The good, the bad and the ugly of online customer experience

Author: Michelle Badenhorst, Head of CX

When it comes to shopping, we all want a pleasant experience coupled with value for money. The CX department at EOH recently made use of an international online clothing supplier to test the experience as a potential consumer.

At first glance, this particular UK website was found to be quite easy and user friendly. The order was placed hassle free and the payment process ran smoothly. However, when the delivery destination was selected, the platform required an additional 20 euros to be paid in order to cover shipping costs. In addition to this, once the items had arrived from their original location, there were clearance charges, duties, and taxes that needed to be paid before they were released. This clause was not stated clearly in the initial purchasing stage which proved to be highly inconvenient as the total extra cost amounted to two thirds of the original price for the items bought.

Forester’s 3 E’s is worth noting here in order to rate this experience:


With this particular experience, the CX department rated effectiveness a 6/10.

This due to the research or awareness stage being fairly effective. The initial goal was achieved but what could have been more effective, for example, was for the website to automatically pick up the location of the purchase and include that cost with the cost of the items instead of creating an additional step.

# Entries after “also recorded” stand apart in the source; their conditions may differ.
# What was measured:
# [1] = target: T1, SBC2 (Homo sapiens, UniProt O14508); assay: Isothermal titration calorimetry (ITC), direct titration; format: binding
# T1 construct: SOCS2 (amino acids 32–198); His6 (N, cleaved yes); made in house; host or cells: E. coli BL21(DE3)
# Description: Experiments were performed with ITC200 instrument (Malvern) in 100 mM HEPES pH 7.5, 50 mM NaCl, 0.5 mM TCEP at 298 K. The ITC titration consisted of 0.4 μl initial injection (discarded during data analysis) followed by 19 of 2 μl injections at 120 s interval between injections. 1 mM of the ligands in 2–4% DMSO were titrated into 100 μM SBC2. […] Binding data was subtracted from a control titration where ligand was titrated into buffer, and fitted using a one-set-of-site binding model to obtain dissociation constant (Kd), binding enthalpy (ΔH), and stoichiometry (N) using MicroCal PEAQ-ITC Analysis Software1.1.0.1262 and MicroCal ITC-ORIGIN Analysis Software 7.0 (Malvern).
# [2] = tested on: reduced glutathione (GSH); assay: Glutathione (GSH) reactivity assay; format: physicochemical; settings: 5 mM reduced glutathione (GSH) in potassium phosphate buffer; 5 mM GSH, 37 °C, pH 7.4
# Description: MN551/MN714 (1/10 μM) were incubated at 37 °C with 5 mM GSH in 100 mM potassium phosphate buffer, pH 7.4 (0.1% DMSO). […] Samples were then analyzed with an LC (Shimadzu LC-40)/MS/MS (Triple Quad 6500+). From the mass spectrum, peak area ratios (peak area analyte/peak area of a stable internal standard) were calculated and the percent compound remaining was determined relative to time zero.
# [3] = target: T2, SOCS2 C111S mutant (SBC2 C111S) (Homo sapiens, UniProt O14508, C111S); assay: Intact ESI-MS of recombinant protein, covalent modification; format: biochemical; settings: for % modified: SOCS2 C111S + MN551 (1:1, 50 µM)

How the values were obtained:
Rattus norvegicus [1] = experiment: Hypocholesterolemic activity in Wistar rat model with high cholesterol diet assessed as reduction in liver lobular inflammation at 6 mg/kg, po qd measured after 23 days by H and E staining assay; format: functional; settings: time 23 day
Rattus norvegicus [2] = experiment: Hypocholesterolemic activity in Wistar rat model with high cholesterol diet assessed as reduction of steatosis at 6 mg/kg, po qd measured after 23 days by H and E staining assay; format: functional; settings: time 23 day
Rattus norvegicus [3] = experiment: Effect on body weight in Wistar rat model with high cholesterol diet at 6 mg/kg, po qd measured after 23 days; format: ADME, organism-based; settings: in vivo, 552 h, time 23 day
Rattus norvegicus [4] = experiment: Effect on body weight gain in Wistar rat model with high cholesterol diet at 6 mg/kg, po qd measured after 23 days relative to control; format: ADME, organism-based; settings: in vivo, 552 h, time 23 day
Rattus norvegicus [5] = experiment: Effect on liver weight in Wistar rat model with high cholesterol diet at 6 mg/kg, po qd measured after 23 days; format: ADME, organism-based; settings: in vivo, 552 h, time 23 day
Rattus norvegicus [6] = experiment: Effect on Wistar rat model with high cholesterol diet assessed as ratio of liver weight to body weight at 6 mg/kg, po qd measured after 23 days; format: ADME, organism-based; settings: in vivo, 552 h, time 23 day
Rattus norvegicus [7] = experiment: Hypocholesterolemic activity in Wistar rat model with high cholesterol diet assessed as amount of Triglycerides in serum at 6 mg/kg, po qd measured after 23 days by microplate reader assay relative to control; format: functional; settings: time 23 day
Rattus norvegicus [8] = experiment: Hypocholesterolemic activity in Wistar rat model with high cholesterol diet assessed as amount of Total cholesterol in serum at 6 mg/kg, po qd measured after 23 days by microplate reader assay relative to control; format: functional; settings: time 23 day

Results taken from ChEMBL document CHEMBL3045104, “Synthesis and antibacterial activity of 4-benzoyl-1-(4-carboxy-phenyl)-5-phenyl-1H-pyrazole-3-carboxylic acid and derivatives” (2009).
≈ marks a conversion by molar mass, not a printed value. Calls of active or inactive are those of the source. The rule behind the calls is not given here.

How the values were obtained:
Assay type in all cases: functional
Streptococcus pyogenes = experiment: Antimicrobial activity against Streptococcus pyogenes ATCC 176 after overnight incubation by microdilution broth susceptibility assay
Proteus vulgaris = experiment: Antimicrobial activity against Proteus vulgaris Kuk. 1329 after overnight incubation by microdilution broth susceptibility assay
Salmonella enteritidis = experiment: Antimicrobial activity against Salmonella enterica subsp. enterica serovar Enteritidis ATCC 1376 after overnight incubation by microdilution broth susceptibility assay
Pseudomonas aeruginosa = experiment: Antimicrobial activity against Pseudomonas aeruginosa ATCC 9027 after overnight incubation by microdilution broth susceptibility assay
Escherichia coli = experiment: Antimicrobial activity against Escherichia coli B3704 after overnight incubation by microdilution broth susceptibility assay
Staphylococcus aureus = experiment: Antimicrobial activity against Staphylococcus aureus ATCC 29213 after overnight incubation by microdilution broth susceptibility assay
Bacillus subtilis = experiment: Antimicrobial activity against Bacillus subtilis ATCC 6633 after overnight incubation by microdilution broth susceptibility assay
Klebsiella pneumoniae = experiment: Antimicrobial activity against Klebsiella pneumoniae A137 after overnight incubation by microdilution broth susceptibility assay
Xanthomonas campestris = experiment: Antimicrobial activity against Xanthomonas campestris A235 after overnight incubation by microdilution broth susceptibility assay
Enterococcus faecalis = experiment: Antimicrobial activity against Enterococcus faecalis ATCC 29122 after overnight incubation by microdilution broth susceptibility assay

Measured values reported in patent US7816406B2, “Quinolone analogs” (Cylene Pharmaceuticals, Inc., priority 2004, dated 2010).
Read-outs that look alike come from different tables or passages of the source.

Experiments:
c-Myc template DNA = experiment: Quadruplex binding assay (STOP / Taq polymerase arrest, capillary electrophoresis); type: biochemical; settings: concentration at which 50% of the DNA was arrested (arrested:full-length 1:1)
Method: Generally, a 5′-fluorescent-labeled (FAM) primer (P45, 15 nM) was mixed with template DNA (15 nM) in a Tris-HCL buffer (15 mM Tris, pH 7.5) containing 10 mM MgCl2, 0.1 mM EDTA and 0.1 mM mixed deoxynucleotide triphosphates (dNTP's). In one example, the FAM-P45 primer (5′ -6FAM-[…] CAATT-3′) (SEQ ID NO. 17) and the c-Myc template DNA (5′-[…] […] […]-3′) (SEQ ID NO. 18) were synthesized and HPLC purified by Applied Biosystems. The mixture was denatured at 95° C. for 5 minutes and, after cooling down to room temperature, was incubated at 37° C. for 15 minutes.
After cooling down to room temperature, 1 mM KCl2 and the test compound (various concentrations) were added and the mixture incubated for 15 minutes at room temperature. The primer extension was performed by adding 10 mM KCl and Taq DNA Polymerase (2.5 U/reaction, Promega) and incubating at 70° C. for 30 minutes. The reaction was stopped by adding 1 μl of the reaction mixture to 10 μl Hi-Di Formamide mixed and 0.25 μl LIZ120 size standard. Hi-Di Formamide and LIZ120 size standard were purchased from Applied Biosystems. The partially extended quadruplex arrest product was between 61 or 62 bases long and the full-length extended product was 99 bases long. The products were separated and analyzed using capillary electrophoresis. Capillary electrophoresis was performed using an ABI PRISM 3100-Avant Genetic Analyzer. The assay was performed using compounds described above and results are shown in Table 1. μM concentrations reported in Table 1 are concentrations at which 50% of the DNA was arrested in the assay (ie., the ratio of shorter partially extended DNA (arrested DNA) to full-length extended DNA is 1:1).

Lesson – Organisations should make a concerted effort to know their customers and deliberately design experiences based on customer needs and expectations.


Ease was rated an 8/10.

Some aspects of the experience that were made fairly easy was the communication, feedback and delivery of the items, but some of the additional steps could have been excluded to create more value to the consumer.

Lesson – Many articles are also alluding to the fact that customers don’t mind paying more for an experience if they perceived to have received real value for money. As long as these additional costs are made clear at the outset of the purchase.


With this particular experience, a rollercoaster of emotions was felt due to the additional steps that were not required to be there in the first place.

Lesson – Try to eliminate unnecessary processes when they can be incorporated into quicker and more simple steps.

What can companies do better:

A comprehensive customer experience management (CEM) framework which includes customer journey maps, will ensure companies don’t lose sight of these very important factors and will help them to incorporate empathetic listening, while considering multiple dimensions of the customer journey including emotions, expectations, preferences and behaviour. It is vital for organisations to understand the experience their customers encounter across their journey especially the stages that is not usually included in the organisations value chain.

Customer feedback relating to their experiences at each touch point, regardless of whether it is physical or digital, spanning the customers entire journey, should continuously be considered in an agile environment. Organisations must ensure they acquire and funnel all insights across the value chain, especially from customer services (the after-sales experience), back to product development, starting the chain all over again. This is the only way that organisations will be able to really differentiate themselves.


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